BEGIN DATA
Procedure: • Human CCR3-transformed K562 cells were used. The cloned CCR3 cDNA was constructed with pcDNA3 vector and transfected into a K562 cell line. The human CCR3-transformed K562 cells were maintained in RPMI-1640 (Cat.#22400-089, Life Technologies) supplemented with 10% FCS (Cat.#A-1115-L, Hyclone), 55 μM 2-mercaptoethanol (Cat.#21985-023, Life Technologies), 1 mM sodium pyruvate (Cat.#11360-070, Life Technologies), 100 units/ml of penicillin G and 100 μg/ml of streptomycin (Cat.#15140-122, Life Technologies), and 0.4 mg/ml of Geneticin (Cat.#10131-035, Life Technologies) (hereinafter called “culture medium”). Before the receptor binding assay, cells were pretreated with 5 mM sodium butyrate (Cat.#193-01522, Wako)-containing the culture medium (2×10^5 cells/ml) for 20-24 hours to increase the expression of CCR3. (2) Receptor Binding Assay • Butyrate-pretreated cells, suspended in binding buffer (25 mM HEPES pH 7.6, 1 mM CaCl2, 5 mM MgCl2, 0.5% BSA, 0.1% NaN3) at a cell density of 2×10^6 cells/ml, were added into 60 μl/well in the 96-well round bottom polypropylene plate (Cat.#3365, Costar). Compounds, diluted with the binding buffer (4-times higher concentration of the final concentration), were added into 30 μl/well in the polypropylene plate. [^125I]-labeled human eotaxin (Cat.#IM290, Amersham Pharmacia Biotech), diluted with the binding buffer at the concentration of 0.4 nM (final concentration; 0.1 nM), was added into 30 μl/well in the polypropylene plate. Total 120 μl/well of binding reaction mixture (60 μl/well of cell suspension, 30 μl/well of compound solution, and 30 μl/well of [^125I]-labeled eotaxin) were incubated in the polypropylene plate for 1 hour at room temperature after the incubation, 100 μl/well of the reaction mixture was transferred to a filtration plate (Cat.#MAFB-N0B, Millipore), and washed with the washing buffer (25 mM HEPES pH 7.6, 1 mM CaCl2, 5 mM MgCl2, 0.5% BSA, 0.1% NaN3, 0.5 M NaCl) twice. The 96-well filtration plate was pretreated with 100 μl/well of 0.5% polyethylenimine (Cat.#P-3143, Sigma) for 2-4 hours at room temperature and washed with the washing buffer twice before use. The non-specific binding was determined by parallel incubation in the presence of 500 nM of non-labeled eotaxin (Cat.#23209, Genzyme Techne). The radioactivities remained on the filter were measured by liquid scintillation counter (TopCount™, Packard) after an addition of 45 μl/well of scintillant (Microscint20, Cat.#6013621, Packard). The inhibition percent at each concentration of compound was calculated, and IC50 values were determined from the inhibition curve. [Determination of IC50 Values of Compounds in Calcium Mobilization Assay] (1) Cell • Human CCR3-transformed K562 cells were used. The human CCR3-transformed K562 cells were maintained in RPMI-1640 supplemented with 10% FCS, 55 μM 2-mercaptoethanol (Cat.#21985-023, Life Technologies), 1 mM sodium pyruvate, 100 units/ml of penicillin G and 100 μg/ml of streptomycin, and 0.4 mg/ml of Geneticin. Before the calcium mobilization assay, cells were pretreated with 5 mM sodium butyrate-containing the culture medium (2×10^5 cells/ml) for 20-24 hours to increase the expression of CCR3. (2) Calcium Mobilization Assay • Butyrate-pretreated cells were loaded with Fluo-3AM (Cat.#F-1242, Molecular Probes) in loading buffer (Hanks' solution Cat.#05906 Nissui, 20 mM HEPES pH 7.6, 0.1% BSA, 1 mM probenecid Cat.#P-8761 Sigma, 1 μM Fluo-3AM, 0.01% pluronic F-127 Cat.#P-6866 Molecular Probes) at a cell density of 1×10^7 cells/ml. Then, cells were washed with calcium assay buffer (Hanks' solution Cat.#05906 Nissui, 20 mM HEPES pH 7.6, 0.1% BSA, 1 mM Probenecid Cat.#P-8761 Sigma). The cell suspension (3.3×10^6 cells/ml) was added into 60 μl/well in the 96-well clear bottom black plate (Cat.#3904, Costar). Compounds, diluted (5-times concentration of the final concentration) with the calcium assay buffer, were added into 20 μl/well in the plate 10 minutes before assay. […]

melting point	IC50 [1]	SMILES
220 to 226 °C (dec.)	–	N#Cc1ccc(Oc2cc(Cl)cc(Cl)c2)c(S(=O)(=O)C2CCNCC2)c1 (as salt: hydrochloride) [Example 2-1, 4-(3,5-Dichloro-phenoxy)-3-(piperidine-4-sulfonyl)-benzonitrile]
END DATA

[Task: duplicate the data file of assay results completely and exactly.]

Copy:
Procedure: • Human CCR3-transformed K562 cells were used. The cloned CCR3 cDNA was constructed with pcDNA3 vector and transfected into a K562 cell line. The human CCR3-transformed K562 cells were maintained in RPMI-1640 (Cat.#22400-089, Life Technologies) supplemented with 10% FCS (Cat.#A-1115-L, Hyclone), 55 μM 2-mercaptoethanol (Cat.#21985-023, Life Technologies), 1 mM sodium pyruvate (Cat.#11360-070, Life Technologies), 100 units/ml of penicillin G and 100 μg/ml of streptomycin (Cat.#15140-122, Life Technologies), and 0.4 mg/ml of Geneticin (Cat.#10131-035, Life Technologies) (hereinafter called “culture medium”). Before the receptor binding assay, cells were pretreated with 5 mM sodium butyrate (Cat.#193-01522, Wako)-containing the culture medium (2×10^5 cells/ml) for 20-24 hours to increase the expression of CCR3. (2) Receptor Binding Assay • Butyrate-pretreated cells, suspended in binding buffer (25 mM HEPES pH 7.6, 1 mM CaCl2, 5 mM MgCl2, 0.5% BSA, 0.1% NaN3) at a cell density of 2×10^6 cells/ml, were added into 60 μl/well in the 96-well round bottom polypropylene plate (Cat.#3365, Costar). Compounds, diluted with the binding buffer (4-times higher concentration of the final concentration), were added into 30 μl/well in the polypropylene plate. [^125I]-labeled human eotaxin (Cat.#IM290, Amersham Pharmacia Biotech), diluted with the binding buffer at the concentration of 0.4 nM (final concentration; 0.1 nM), was added into 30 μl/well in the polypropylene plate. Total 120 μl/well of binding reaction mixture (60 μl/well of cell suspension, 30 μl/well of compound solution, and 30 μl/well of [^125I]-labeled eotaxin) were incubated in the polypropylene plate for 1 hour at room temperature after the incubation, 100 μl/well of the reaction mixture was transferred to a filtration plate (Cat.#MAFB-N0B, Millipore), and washed with the washing buffer (25 mM HEPES pH 7.6, 1 mM CaCl2, 5 mM MgCl2, 0.5% BSA, 0.1% NaN3, 0.5 M NaCl) twice. The 96-well filtration plate was pretreated with 100 μl/well of 0.5% polyethylenimine (Cat.#P-3143, Sigma) for 2-4 hours at room temperature and washed with the washing buffer twice before use. The non-specific binding was determined by parallel incubation in the presence of 500 nM of non-labeled eotaxin (Cat.#23209, Genzyme Techne). The radioactivities remained on the filter were measured by liquid scintillation counter (TopCount™, Packard) after an addition of 45 μl/well of scintillant (Microscint20, Cat.#6013621, Packard). The inhibition percent at each concentration of compound was calculated, and IC50 values were determined from the inhibition curve. [Determination of IC50 Values of Compounds in Calcium Mobilization Assay] (1) Cell • Human CCR3-transformed K562 cells were used. The human CCR3-transformed K562 cells were maintained in RPMI-1640 supplemented with 10% FCS, 55 μM 2-mercaptoethanol (Cat.#21985-023, Life Technologies), 1 mM sodium pyruvate, 100 units/ml of penicillin G and 100 μg/ml of streptomycin, and 0.4 mg/ml of Geneticin. Before the calcium mobilization assay, cells were pretreated with 5 mM sodium butyrate-containing the culture medium (2×10^5 cells/ml) for 20-24 hours to increase the expression of CCR3. (2) Calcium Mobilization Assay • Butyrate-pretreated cells were loaded with Fluo-3AM (Cat.#F-1242, Molecular Probes) in loading buffer (Hanks' solution Cat.#05906 Nissui, 20 mM HEPES pH 7.6, 0.1% BSA, 1 mM probenecid Cat.#P-8761 Sigma, 1 μM Fluo-3AM, 0.01% pluronic F-127 Cat.#P-6866 Molecular Probes) at a cell density of 1×10^7 cells/ml. Then, cells were washed with calcium assay buffer (Hanks' solution Cat.#05906 Nissui, 20 mM HEPES pH 7.6, 0.1% BSA, 1 mM Probenecid Cat.#P-8761 Sigma). The cell suspension (3.3×10^6 cells/ml) was added into 60 μl/well in the 96-well clear bottom black plate (Cat.#3904, Costar). Compounds, diluted (5-times concentration of the final concentration) with the calcium assay buffer, were added into 20 μl/well in the plate 10 minutes before assay. […]

melting point	IC50 [1]	SMILES
220 to 226 °C (dec.)	–	N#Cc1ccc(Oc2cc(Cl)cc(Cl)c2)c(S(=O)(=O)C2CCNCC2)c1 (as salt: hydrochloride) [Example 2-1, 4-(3,5-Dichloro-phenoxy)-3-(piperidine-4-sulfonyl)-benzonitrile]